Indeed, if measuring an asset class’s attractiveness using a simple risk-return criterion, a preference for corporates validates recent investor behaviour, as well as the full order books for recent euro-denominated deals. Also, the strong performance of 2011 issues such as Akzo and Unibail further underlines this view.
Corporates are also strengthened by the solidity of their credit fundamentals and liquidity situation. Despite a weak macroeconomic environment, positive free cash flow is predicted in 2012 for most corporate issuers, along with a reduction in net debt and leverage ratios. Furthermore, the supply of primary paper is likely to decline again in 2012 (our research anticipates €107bn compared with €125bn in 2011) leading to an expected negative net supply of bond redemptions in 2012 for the first time since the single currency was introduced.
Of the sectors, Natixis recommends corporates in the resilient core infrastructure and industrial gases industries, as well as in the consumer goods sector due to opportunities in emerging economies. Meanwhile, the telecoms and retail sectors are likely to be more sensitive to the likely European economic contraction. We also think the automobile industry is expected to face deterioration in margins and cash flow for all issuers in the sector.
Credit crunch caution
The main counter-argument against a good performance by corporates is the likely risk of a credit crunch and any significant impact on corporate spreads, as was seen in 2008-2009. Will European corporates therefore suffer from the first emerging signs of a credit crunch? Indeed, that may be the case for small and medium-sized enterprises, where the room for manoeuvre and negotiating power lies more with their bankers than their treasurers. However, Natixis believes it is much less the case for large companies due to substantial unused credit lines and the cash cushions created since the 2008-2009 liquidity crisis, precisely to ward off any closure of the bond markets.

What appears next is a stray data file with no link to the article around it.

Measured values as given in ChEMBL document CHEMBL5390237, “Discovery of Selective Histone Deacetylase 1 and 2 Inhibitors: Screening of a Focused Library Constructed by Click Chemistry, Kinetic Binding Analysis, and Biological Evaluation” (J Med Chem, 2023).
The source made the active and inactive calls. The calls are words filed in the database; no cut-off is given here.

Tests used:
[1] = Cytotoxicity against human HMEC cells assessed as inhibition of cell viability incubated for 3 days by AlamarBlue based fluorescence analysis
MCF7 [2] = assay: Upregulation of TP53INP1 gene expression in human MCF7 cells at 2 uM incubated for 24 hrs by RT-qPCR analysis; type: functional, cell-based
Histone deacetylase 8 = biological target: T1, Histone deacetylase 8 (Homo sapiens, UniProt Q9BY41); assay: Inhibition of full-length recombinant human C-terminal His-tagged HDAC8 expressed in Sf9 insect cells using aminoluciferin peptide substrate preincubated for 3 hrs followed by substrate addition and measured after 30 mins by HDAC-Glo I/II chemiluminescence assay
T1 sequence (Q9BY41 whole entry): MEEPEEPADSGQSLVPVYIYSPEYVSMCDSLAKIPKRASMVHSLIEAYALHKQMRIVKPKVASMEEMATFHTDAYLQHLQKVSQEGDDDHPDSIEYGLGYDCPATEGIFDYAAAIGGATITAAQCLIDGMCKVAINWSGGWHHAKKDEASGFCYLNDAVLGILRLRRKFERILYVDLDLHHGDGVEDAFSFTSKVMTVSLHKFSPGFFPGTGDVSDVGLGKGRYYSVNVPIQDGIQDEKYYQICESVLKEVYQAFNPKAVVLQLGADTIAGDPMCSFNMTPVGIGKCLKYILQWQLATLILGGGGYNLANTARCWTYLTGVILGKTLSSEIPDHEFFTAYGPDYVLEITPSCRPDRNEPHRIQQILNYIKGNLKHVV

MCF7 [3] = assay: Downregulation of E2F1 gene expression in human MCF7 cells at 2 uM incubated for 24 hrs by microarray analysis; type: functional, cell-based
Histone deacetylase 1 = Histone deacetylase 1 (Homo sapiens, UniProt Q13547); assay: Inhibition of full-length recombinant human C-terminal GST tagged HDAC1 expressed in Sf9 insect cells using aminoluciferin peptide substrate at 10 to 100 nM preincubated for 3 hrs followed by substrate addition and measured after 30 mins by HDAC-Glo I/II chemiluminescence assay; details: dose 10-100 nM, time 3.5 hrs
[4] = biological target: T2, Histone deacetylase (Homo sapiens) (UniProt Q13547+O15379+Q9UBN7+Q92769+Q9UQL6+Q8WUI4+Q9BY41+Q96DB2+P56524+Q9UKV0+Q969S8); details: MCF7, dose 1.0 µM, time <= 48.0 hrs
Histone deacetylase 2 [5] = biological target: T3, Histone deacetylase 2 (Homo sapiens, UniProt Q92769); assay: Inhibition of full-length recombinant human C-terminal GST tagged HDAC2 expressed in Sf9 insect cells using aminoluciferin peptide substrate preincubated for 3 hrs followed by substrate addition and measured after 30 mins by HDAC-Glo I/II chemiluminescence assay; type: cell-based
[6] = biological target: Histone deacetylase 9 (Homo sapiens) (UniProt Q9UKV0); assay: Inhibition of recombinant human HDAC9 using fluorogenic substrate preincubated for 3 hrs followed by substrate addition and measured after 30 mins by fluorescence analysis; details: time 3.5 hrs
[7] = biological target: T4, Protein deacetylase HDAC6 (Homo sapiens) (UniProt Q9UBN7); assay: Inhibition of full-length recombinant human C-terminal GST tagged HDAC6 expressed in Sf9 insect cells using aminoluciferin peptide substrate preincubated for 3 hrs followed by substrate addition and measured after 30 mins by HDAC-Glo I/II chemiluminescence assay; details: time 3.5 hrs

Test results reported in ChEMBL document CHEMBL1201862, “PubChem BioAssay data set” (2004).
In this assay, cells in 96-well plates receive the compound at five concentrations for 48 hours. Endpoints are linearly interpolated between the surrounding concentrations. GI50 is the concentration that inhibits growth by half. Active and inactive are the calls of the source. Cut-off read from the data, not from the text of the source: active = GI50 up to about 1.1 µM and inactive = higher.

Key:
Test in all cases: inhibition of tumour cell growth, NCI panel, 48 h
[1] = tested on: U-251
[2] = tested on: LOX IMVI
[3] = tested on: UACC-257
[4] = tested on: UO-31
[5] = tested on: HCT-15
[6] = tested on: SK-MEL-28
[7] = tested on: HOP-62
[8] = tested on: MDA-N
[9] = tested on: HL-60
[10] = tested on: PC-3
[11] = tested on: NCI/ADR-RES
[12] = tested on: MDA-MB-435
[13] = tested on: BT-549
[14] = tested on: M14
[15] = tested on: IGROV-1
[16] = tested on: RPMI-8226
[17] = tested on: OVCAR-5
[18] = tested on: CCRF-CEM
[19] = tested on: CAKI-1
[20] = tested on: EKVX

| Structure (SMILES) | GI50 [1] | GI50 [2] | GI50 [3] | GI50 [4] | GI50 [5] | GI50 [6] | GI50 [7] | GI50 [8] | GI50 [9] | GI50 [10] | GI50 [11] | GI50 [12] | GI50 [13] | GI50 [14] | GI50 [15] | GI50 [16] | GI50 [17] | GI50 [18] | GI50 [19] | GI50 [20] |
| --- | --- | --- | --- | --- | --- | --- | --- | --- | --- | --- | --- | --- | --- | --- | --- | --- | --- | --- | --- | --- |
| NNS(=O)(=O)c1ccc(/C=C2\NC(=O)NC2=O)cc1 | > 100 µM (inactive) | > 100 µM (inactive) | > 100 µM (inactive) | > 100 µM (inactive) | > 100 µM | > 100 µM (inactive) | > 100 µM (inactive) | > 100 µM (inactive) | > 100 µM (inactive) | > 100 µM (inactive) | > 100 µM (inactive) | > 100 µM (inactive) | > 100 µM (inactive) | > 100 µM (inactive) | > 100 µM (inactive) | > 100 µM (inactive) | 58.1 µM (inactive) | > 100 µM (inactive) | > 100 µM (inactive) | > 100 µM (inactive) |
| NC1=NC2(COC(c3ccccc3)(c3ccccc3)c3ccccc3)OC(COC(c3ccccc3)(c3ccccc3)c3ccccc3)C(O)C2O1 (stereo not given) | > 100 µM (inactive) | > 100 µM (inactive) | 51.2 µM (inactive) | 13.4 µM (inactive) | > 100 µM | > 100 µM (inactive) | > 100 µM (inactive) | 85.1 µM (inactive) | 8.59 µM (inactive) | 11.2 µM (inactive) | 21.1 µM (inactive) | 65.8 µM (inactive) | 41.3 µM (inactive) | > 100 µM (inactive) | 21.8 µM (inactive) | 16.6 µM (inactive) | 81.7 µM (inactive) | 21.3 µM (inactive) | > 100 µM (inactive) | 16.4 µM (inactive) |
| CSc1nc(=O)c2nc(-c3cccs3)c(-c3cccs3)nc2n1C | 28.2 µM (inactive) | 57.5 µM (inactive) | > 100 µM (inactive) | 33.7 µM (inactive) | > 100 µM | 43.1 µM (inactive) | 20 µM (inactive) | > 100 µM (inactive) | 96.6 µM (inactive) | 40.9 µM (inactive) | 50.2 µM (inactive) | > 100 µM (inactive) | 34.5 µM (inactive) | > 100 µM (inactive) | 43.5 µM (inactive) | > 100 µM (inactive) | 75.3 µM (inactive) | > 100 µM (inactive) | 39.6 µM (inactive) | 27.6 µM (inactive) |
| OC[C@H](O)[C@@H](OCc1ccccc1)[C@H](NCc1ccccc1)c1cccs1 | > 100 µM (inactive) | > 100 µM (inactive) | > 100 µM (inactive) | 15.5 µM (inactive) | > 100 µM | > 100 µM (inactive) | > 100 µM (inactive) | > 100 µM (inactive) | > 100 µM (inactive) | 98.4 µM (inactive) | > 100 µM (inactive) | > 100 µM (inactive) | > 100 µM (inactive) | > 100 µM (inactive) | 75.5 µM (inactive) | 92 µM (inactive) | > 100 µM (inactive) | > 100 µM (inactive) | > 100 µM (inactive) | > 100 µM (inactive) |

Of the potential alternatives to corporate bonds, covered bonds are favoured ahead of the agencies and supranationals asset classes. The former are likely to take advantage of the European Central Bank purchasing euro-denominated covered bonds as part of the Covered Bond Purchase Programme 2 (CBPP2) and the European Commission guaranteeing bank debts. Contrastingly, agencies will be negatively affected by their greater dependence on sovereign spreads, as well as their heavy issue programmes — generating a high risk of being repriced in the secondary market. Indeed, financing requirements in 2012 for agencies will be difficult to meet due to limited investor appetite for a number of supranationals in particular — as with demand for the last 10-year European Financial Stability Facility issue.
Interestingly, senior bank debt could present a surprise, having been poorly treated to the point of being reduced to a minimal weighting in the majority of diversified credit portfolios. Senior bank debt should also benefit considerably from the measures adopted by the ECB in Q4 2011 to support liquidity.
That said, bank debt spreads have a high sensitivity to the spreads of their country of domicile. And this brings us back to corporate — despite the significant handicap in appearing to be relatively expensive. Nonetheless, over the long term they should benefit from less sensitivity to sovereign spreads and from the strong liquidity of the issuer.
Global Banking & Finance Review